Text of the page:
Wisconsin Gov. Tony Evers on Friday denied the pardon request of a man convicted as a teen in the rape and murder of Theresa Halbach, whose slaying is at the center of a hit Netflix docuseries examining whether those convicted in the 2005 killing actually carried out the brutal crime.
In a letter from the Governor’s office and Parole Advisory Board for Wisconsin, officials said that Brendan Dassey does not meet conditions required to be eligible for an early release, citing reasons including that he has not yet finished his sentence and has so far failed to register as a sex offender.
The convicted killer was only 16 when he confessed to Wisconsin authorities that he helped his uncle, Steve Avery, rape and murder Halbach in Manitowoc County before burning her body in a bonfire. Both men are currently serving life sentences in connection with the photographer’s murder.
Dassey’s legal team has long maintained their client, who is intellectually disabled, was manipulated by law enforcement and forced into giving a phony confession.
The U.S. Supreme Court earlier this year – without comment – said they would not consider Dassey’s appeal for his conviction, noting that he could request another trial should a judge agree there is new evidence that warrants the proceeding.
The 30-year-old inmate in October filed an official request for pardon or commutation.
“Brendan Dassey was a sixteen-year-old, intellectually disabled child when he was taken from his school and subjected to a uniquely and profoundly flawed process,” it reads.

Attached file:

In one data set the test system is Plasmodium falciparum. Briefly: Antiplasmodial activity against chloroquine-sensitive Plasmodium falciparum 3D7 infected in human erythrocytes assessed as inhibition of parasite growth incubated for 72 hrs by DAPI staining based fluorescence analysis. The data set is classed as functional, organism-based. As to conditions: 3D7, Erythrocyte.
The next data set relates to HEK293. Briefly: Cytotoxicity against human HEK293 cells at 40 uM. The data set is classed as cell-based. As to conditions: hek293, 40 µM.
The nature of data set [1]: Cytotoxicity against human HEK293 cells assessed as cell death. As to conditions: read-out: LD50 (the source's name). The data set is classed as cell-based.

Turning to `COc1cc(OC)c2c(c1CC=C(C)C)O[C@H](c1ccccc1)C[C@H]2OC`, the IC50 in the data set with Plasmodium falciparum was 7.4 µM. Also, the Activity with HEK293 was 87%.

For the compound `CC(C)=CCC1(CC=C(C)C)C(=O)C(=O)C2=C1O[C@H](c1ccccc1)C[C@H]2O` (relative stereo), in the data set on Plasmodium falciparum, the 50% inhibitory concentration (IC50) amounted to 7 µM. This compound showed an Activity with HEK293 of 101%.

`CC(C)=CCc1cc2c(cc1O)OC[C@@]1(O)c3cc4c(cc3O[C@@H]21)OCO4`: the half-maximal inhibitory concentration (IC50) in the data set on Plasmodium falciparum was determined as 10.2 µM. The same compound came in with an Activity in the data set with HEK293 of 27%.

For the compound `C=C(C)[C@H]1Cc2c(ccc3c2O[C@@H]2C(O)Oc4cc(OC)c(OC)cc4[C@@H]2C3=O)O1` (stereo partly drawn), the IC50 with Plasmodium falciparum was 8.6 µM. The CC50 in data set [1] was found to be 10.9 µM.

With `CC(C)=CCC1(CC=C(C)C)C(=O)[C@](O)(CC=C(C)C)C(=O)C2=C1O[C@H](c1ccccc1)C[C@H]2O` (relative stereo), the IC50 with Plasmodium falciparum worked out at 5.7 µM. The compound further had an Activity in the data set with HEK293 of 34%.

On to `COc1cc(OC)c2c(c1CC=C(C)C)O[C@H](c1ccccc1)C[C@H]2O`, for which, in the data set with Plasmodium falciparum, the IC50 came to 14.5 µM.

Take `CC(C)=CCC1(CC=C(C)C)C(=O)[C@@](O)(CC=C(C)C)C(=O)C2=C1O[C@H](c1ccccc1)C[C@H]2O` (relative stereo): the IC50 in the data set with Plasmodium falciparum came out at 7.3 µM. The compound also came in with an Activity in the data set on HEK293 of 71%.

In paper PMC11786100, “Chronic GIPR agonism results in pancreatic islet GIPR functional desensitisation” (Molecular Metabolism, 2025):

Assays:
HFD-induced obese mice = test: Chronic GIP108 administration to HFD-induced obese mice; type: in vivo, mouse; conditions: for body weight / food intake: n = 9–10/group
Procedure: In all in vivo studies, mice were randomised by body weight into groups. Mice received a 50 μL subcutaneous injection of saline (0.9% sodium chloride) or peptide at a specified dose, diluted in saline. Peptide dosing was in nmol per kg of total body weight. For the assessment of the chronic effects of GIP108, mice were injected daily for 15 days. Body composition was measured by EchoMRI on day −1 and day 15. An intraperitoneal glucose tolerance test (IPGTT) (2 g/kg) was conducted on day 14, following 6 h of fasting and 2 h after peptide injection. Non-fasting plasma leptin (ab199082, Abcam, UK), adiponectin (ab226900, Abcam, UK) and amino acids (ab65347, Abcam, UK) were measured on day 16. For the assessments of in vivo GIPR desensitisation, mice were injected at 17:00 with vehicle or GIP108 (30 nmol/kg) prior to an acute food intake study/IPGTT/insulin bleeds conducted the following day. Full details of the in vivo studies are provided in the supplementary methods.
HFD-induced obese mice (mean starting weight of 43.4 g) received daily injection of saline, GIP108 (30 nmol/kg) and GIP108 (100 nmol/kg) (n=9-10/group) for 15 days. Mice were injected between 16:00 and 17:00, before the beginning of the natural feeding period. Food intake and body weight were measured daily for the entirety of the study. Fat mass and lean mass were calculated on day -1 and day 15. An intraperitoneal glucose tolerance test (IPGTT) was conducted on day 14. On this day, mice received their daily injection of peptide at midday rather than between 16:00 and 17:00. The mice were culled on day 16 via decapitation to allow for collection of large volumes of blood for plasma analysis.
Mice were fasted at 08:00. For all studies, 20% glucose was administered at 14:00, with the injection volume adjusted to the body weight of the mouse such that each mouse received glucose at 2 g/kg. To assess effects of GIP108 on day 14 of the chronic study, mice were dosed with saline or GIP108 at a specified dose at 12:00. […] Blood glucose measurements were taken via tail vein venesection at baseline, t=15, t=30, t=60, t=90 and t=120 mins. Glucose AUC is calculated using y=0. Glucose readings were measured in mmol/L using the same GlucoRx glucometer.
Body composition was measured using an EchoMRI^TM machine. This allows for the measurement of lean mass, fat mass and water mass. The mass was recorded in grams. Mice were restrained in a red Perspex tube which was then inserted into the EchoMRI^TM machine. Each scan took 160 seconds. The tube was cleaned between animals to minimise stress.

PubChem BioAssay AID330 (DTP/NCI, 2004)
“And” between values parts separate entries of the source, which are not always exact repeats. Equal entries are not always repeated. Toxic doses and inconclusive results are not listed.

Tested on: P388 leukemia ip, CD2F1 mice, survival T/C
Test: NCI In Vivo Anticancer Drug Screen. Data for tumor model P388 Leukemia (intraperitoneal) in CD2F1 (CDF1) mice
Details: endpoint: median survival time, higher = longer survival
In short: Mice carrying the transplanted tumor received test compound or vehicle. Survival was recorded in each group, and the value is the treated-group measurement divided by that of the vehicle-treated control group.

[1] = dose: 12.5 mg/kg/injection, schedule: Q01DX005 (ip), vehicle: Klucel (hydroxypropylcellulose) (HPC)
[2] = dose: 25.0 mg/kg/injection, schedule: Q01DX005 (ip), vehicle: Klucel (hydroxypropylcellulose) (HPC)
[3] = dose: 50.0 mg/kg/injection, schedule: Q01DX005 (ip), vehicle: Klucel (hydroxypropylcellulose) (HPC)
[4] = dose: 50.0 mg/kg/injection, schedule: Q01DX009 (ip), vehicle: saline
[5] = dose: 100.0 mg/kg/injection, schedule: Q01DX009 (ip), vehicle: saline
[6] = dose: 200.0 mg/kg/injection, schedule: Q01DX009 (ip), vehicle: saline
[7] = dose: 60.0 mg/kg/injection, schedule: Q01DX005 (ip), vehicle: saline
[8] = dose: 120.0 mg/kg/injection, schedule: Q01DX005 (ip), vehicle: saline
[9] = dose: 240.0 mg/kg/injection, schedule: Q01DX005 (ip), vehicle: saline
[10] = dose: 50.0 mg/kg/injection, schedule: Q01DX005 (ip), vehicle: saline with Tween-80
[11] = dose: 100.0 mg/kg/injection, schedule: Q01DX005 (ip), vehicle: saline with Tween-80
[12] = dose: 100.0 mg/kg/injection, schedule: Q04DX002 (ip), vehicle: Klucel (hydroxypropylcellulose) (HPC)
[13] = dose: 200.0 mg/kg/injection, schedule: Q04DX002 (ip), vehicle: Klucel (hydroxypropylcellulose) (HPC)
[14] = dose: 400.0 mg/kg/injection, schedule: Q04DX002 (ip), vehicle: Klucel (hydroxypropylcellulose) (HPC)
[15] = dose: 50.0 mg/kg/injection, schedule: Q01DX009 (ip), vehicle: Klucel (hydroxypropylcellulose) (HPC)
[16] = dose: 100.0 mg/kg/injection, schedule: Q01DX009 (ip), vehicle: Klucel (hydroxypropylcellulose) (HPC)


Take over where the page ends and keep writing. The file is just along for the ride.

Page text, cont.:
“That process rightly sought justice for Teresa Halbach, but it wrongly took a confused child’s freedom in payment for her loss. Such a debt can never be justly repaid with the currency of innocence.”
Halbach disappeared on Oct. 31, 2005 following an appointment with Avery at his home, located on the grounds of Auto Salvage. He reached out with the hopes that she’d photograph his sister’s minivan, which he intended to sell online.
Authorities later found her vehicle hidden on the property with blood inside, which they matched to Avery’s DNA. Investigators also discovered charred bone fragments in a pit near Avery’s home, which were later identified as belonging to Halbach.
Dassey was convicted following a trial in 2007 despite testifying that his confession was “made up.” Wisconsin prosecutors have long held his confession was voluntary and have noted his mother granted them permission to speak with him.
Controversy surrounding both Dassey and Avery’s conviction serves as the foundation for the hit Netlfix series, “Making a Murderer,” which premiered on the streaming platform in 2016. The 10-episode series delves into theories that Avery and his nephew may have been set up for Halcbach’s murder.